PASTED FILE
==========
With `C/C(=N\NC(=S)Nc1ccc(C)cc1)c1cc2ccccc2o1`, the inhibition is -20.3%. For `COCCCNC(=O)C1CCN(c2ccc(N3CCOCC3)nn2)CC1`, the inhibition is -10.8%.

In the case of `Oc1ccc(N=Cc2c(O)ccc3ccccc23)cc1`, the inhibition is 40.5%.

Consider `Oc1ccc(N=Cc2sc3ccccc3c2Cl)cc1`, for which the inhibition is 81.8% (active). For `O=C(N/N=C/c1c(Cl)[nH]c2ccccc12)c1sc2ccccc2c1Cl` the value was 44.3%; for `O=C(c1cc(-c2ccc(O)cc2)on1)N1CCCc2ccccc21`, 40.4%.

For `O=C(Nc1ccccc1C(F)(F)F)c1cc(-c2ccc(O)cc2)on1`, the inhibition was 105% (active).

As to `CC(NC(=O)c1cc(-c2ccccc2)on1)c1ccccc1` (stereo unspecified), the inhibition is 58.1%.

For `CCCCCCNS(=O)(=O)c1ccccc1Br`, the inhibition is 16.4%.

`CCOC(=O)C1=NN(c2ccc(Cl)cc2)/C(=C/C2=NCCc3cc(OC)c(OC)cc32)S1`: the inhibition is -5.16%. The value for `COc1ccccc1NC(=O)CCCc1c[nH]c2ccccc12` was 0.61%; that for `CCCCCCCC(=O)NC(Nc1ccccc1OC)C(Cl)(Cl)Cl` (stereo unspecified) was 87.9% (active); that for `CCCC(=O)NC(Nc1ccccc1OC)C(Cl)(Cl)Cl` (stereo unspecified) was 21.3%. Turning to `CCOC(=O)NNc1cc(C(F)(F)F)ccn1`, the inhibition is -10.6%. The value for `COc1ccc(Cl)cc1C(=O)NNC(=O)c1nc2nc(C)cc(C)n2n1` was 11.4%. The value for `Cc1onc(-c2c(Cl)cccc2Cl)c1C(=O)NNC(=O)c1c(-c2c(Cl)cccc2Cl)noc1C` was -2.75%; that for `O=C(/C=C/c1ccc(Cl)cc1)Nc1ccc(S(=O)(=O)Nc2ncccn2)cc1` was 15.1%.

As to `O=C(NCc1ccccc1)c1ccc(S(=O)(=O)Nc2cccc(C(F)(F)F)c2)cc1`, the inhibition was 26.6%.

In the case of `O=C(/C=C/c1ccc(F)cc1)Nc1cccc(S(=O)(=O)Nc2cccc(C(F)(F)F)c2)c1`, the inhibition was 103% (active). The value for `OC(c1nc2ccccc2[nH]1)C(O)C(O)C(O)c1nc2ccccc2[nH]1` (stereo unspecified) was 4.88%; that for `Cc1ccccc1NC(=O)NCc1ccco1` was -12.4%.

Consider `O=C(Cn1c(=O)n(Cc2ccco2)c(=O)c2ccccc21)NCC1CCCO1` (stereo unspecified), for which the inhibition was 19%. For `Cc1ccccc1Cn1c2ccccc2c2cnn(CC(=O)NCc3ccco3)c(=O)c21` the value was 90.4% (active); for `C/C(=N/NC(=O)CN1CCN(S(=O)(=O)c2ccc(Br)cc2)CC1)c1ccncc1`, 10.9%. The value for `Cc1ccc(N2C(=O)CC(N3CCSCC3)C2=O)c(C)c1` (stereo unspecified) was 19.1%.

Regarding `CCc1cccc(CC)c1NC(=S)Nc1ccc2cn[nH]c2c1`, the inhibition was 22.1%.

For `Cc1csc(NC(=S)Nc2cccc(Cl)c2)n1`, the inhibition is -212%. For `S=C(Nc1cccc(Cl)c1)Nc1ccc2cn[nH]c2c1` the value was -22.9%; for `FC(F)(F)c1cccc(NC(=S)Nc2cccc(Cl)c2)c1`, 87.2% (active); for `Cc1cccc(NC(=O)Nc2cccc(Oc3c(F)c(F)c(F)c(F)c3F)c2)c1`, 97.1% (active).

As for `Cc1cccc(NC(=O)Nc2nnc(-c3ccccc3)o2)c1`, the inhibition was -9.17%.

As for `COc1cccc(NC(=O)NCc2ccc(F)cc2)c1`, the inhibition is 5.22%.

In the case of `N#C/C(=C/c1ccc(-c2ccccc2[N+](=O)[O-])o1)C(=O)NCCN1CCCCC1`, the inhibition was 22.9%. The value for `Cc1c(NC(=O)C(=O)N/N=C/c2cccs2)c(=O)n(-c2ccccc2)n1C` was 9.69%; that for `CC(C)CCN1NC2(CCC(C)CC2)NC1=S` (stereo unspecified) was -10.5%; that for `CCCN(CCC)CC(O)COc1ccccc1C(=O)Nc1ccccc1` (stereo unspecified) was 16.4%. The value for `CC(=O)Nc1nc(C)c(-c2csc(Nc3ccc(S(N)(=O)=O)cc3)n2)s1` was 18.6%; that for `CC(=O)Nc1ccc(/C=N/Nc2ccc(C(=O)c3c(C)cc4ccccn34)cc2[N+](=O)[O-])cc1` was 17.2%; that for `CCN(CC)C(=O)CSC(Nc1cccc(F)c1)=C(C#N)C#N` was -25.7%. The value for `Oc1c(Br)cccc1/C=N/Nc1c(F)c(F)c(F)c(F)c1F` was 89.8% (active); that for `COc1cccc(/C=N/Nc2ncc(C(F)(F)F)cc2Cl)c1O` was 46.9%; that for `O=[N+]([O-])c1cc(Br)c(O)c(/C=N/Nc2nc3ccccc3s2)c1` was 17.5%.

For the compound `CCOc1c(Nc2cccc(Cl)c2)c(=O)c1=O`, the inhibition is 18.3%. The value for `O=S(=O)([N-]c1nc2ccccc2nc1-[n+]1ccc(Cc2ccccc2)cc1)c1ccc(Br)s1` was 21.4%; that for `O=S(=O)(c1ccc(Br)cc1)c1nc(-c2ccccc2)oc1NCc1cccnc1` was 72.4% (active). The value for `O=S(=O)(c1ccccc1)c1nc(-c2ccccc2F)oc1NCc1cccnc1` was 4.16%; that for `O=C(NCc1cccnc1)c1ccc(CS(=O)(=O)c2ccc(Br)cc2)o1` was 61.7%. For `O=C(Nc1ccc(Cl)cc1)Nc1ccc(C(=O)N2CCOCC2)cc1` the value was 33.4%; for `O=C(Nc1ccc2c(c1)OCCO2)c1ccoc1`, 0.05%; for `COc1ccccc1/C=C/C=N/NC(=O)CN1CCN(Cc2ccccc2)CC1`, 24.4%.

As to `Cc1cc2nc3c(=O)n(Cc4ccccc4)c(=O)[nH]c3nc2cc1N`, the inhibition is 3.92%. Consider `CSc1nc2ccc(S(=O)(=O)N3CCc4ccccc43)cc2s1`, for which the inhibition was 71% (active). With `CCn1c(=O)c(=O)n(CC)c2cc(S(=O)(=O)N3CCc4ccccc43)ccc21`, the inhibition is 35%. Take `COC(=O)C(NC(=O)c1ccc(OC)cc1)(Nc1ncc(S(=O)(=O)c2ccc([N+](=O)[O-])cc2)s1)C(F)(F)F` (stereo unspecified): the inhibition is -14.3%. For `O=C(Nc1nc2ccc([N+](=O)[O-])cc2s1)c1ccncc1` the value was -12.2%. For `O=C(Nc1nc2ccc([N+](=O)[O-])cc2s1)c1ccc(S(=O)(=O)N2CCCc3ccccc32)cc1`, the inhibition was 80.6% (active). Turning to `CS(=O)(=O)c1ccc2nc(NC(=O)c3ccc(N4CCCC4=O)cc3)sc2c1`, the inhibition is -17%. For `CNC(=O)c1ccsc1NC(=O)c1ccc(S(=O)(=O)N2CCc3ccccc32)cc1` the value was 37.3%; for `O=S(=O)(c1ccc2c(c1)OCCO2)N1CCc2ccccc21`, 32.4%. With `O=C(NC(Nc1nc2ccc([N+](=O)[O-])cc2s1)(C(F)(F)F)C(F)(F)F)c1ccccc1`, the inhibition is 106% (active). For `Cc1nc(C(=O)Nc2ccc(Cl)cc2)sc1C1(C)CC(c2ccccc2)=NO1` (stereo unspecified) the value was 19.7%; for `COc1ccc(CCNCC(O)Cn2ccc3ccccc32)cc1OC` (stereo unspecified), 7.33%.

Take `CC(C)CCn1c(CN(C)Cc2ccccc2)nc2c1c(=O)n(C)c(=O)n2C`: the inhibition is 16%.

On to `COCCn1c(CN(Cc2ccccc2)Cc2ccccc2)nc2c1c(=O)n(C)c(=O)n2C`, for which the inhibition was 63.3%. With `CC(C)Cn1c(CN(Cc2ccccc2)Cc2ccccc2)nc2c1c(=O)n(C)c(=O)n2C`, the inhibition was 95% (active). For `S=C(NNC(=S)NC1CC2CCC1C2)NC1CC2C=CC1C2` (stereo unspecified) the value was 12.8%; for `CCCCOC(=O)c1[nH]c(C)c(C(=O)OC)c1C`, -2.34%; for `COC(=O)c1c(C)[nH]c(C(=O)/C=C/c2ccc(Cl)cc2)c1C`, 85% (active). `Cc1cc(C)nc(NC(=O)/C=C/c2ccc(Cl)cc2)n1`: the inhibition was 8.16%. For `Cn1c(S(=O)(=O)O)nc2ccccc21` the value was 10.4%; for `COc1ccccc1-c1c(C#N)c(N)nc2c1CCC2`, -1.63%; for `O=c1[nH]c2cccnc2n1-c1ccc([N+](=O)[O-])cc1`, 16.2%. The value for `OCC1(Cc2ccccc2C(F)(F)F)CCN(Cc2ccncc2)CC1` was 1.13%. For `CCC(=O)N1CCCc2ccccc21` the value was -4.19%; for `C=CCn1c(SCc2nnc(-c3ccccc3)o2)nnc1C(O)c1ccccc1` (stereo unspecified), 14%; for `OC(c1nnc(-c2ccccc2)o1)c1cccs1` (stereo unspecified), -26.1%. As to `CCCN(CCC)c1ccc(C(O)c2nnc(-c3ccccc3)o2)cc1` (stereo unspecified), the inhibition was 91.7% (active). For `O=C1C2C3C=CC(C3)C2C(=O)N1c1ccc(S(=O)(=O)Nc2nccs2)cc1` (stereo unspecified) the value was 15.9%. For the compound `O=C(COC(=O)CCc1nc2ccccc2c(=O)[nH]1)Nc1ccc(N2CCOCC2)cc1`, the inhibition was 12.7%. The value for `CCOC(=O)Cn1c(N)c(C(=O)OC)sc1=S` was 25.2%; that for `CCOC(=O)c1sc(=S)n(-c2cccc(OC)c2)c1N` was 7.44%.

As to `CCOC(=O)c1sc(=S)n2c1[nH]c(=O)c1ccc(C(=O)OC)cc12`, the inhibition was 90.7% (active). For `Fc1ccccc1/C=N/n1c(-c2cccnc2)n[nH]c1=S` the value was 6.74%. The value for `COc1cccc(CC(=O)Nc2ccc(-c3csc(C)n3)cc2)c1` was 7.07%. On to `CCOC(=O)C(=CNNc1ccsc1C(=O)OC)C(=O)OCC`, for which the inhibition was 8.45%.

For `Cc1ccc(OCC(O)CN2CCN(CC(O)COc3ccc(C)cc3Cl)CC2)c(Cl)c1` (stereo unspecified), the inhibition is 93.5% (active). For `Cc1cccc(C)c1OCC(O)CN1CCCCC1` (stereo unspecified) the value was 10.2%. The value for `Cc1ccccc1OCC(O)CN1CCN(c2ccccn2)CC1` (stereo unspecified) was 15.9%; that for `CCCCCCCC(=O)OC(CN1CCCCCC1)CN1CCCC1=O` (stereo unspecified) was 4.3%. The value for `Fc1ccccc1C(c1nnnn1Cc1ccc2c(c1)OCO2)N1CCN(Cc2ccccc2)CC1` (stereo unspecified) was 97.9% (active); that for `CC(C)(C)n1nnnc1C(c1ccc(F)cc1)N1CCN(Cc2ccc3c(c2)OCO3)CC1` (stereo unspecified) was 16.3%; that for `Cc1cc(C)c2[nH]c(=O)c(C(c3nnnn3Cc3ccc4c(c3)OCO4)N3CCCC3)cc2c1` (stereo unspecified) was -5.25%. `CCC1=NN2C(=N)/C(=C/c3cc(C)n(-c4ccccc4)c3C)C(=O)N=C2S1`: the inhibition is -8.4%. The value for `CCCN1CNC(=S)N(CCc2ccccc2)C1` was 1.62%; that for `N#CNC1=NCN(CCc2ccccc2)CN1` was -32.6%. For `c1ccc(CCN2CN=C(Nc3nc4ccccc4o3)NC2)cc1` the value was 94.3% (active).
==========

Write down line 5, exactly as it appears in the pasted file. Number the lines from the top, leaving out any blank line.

As to `CC(NC(=O)c1cc(-c2ccccc2)on1)c1ccccc1` (stereo unspecified), the inhibition is 58.1%.